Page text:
I've been having this ongoing discussion with a fellow Methodist about an issue that is dividing a community in which he participates. It is a type of church community. Apparently there is a woman in this community who has been "living with" a man to whom she is not married for some time. She was recently asked to serve in a position of leadership. This has created a rift in the community over whether she should be allowed to serve and what kind of witness her leadership presents to the secular world. Here's my most recent response:
OK, I'm beginning to see some of what's going on here. It's troubling when any church or para-church organization has to deal with sin and sinful behaviors. Just look at how our denomination continues to struggle with the homosexuality issue. While one side fights to have the behavior approved, the other side cannot acknowledge that God doesn't stratify sins like humanity does. Sin is sin is sin, period. Gossipping is no better than perversion is no better than murder. It's just that nobody wants to call a sin a sin anymore. We don't want to hurt anybody's feelings. And while there is certainly value to that, personal feelings are not the bottom line when it comes to living a Christian life.
I need to talk to you here about the idea of holiness and being holy. The word "holy" means that something or someone is "set apart" from everything else for a special purpose. Being that the Walk to Emmaus is a predominantly United Methodist run community, it might be good for some folks in the movement to go back and read some of John Wesley's writings. Wesley started out meeting at Oxford with several colleagues for prayer and accountability. People referred to his group as a holiness club. Wesley embraced the idea. In fact, it was something that became the core of his thinking and his preaching, Scriptural holiness. Wesley often asked people if they were "going on to perfection." Going on to perfection does not eliminate grace, in fact, it is the ultimate expression of God's grace to be perfected in love. As Christians, it is incumbent upon all of us to hold our Christian brothers and sisters accountable for their actions. The church body is the disciplinary body for the Christian life. Somewhere along the line we've lost that idea, even though it is completely Scriptural.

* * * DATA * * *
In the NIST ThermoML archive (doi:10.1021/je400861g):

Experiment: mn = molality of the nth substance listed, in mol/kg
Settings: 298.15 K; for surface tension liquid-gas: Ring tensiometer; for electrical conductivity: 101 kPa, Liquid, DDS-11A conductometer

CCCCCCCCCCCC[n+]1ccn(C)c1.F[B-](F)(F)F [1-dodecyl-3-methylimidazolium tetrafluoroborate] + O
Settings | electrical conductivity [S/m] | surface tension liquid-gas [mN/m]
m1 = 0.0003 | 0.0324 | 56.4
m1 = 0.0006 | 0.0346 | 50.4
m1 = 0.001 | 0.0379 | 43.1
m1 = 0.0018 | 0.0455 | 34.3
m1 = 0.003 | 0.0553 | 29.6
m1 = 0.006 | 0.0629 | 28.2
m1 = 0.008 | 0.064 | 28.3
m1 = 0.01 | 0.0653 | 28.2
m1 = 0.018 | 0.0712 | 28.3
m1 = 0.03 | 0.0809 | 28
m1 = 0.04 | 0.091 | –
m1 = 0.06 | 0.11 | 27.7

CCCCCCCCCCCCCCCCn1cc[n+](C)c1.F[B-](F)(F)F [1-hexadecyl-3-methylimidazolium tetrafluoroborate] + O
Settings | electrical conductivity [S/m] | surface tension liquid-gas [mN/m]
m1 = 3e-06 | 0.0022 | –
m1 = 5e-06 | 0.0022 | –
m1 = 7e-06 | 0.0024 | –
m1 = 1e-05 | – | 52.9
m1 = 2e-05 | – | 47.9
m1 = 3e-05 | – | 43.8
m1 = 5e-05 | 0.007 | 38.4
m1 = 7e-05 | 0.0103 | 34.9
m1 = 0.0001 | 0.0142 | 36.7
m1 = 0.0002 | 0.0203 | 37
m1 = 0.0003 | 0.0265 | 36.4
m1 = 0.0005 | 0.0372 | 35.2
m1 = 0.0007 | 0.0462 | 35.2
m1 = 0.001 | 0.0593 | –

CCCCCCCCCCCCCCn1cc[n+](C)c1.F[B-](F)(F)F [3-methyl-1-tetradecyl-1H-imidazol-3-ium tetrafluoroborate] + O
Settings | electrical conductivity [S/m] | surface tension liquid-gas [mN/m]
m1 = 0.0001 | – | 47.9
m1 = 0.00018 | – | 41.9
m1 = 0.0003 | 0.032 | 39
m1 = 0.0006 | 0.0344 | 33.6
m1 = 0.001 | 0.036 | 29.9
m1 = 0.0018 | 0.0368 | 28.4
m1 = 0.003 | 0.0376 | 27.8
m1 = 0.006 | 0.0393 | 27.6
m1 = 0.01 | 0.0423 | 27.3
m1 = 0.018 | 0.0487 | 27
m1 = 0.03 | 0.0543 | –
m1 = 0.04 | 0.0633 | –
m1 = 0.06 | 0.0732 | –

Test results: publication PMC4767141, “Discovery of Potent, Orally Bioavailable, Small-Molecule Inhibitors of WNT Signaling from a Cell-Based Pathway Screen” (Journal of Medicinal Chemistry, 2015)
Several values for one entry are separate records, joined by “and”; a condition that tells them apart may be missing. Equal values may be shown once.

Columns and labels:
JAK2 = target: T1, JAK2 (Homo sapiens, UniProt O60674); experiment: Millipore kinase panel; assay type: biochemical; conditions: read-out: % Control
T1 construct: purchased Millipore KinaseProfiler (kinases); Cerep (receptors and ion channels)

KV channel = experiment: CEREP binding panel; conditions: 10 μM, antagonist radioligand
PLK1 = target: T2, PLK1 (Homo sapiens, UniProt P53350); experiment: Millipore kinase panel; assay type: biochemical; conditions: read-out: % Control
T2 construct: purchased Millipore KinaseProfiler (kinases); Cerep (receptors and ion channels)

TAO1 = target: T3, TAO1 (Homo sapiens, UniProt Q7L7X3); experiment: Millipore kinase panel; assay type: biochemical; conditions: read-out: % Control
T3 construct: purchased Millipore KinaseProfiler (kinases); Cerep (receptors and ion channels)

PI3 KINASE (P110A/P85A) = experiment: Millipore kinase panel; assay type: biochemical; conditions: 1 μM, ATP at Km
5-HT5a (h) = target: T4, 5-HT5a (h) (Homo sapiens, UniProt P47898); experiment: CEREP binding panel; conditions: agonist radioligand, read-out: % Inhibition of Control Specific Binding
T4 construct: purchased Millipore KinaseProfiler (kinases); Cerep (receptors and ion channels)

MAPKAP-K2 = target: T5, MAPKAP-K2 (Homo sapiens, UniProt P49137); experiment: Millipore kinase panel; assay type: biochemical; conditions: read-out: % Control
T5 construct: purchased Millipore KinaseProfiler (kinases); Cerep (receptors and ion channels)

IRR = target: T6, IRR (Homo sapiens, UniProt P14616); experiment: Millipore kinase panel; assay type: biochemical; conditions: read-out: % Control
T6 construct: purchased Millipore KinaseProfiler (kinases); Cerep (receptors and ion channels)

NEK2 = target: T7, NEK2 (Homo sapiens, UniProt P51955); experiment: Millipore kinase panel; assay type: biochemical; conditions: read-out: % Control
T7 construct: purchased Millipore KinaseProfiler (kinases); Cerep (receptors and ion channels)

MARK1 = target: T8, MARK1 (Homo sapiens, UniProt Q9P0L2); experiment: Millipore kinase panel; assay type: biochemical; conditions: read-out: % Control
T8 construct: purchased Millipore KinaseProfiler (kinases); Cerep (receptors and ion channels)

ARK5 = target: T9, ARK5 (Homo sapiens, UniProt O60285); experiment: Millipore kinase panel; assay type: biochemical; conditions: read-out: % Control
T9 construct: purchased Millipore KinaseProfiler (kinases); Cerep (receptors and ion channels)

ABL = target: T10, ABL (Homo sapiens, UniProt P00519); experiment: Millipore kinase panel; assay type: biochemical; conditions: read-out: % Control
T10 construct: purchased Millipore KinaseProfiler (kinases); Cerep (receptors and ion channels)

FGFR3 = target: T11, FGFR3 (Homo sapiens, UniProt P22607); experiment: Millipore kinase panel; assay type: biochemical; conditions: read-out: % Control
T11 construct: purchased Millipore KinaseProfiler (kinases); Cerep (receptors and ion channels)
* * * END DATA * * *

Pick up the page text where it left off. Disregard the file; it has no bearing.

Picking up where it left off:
NIV Matthew 18:15-20 "If your brother sins against you, go and show him his fault, just between the two of you. If he listens to you, you have won your brother over. But if he will not listen, take one or two others along, so that 'every matter may be established by the testimony of two or three witnesses.' If he refuses to listen to them, tell it to the church; and if he refuses to listen even to the church, treat him as you would a pagan or a tax collector. "I tell you the truth, whatever you bind on earth will be bound in heaven, and whatever you loose on earth will be loosed in heaven. "Again, I tell you that if two of you on earth agree about anything you ask for, it will be done for you by my Father in heaven. For where two or three come together in my name, there am I with them."
Without being intimately involved in the situation it is hard to comment further. It does seem evident to me that your community has little concept of Scriptural holiness. I wonder how they feel about the witness of the community in allowing Mary to be a part of the team. How would they answer that question in the light of this passage of Scripture? How is that community "set apart" from the rest of the world?
Just thought that folks might like to read some of the pastor's inner thoughts on a tough issue.
Grace and Peace.
1 week ago